Recipes From Around The World By Top Chefs, Journalists and Bloggers

Chicken-biryani from India

One of my favourite things about travelling is tasting local foods. As we cannot travel at the moment, I thought it was a good time to share recipes from around the world. 


My career in travel has certainly developed my palette. From Spain to Sri Lanka, no matter where I travel, I love trying local foods. I have tried to replicate some of them at home, and with the exception of a tasty prawn pil-pil, I tend to fail miserably. Yes I can make a Thai curry, but I cheat by using shop-bought curry paste! So I decided to ask some of Ireland’s top chefs, journalists and bloggers to share their favourite recipes from around the world. These are all recipes that you can create at home and I look forward to trying them all soon. From crab cannelloni to chicken biryani, there is something to suit all tastes. I hope you enjoy it.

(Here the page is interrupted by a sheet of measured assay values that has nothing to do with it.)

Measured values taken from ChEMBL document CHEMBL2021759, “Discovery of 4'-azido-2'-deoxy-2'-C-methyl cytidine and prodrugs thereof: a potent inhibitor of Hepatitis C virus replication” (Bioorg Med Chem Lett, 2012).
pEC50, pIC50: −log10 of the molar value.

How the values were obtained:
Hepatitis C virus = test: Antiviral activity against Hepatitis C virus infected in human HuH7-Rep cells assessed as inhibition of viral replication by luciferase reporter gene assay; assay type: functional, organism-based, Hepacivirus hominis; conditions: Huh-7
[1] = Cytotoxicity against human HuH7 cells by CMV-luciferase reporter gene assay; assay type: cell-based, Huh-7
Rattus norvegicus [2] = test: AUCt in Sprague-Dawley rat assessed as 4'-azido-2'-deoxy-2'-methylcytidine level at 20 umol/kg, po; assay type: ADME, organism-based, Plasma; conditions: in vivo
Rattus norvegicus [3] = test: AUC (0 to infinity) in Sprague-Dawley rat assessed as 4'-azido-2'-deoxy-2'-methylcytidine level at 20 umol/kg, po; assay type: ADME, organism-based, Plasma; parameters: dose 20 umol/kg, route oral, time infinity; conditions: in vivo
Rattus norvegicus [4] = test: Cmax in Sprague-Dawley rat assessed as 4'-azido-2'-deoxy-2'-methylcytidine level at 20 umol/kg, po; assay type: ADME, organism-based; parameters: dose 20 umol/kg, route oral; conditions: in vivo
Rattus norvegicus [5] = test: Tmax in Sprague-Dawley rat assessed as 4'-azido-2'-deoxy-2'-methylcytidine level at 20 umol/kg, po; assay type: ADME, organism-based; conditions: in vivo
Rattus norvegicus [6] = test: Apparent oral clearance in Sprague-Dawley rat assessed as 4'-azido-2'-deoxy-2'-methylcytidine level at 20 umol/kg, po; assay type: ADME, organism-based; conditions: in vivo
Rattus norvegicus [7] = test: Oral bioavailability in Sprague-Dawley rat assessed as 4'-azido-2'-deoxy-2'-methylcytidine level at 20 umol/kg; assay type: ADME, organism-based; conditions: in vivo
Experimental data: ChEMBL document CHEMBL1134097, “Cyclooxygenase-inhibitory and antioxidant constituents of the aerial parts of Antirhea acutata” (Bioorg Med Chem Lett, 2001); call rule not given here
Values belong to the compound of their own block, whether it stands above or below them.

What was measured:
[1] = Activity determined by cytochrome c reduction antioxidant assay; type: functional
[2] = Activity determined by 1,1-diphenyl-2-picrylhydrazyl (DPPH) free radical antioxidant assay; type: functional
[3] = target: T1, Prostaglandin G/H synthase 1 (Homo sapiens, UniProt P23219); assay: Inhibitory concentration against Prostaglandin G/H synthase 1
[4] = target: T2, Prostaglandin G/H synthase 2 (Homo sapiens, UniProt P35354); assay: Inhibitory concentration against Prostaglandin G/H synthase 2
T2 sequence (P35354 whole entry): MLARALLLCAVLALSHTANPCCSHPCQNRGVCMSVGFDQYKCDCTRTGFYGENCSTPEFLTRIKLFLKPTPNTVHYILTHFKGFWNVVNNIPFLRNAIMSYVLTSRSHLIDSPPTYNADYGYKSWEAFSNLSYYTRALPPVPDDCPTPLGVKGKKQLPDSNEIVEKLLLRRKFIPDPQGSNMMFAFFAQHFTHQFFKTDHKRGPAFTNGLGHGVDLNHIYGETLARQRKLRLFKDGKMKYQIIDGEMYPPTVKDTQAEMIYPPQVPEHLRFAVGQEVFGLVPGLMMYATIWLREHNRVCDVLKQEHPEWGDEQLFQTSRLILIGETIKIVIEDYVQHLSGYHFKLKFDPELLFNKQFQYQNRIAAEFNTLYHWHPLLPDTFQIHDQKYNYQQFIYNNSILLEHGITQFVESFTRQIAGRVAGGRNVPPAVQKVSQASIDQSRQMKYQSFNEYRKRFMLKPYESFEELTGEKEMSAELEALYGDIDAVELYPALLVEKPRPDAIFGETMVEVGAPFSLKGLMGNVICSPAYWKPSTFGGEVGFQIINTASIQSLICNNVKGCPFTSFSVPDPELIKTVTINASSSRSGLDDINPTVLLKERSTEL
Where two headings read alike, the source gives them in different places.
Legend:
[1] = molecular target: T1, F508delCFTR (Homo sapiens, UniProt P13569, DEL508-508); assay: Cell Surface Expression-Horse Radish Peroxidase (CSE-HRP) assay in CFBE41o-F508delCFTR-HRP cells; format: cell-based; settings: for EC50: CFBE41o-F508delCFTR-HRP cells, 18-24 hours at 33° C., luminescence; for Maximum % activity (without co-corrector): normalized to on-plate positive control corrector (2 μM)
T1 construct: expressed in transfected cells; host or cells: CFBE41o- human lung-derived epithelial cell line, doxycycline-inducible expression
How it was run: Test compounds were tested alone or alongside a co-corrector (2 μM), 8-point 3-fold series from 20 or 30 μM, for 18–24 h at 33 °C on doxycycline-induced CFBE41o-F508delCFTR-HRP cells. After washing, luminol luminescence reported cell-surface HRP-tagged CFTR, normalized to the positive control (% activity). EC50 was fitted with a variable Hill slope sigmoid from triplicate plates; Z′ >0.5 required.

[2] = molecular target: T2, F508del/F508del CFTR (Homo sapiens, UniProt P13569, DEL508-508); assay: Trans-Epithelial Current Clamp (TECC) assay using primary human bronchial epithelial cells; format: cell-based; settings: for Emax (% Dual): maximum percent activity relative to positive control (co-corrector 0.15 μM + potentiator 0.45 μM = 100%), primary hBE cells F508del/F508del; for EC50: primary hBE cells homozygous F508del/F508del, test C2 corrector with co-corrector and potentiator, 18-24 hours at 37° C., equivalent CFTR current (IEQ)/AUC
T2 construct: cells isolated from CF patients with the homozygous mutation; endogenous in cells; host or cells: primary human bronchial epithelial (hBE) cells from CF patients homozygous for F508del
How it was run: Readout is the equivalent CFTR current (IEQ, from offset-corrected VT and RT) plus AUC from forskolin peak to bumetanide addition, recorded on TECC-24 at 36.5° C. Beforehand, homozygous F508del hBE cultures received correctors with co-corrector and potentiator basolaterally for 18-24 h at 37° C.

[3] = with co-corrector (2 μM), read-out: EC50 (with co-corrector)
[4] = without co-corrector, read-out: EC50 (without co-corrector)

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1. Japan: Guillaume Lebrun’s King Crab Cannelloni

“He doesn’t run a cookery school, and he’s never on television, and so diners who have been eating in Restaurant Patrick Guilbaud for years probably don’t even know his name, or his face. But that’s how he likes it. In his moral world, a chef is the invisible, toiling master-guru who creates majestic foods within the heat-filled dungeon of his kitchen”. This piece was written ten years ago by food journalist Kevin Myers, but it still rings true today.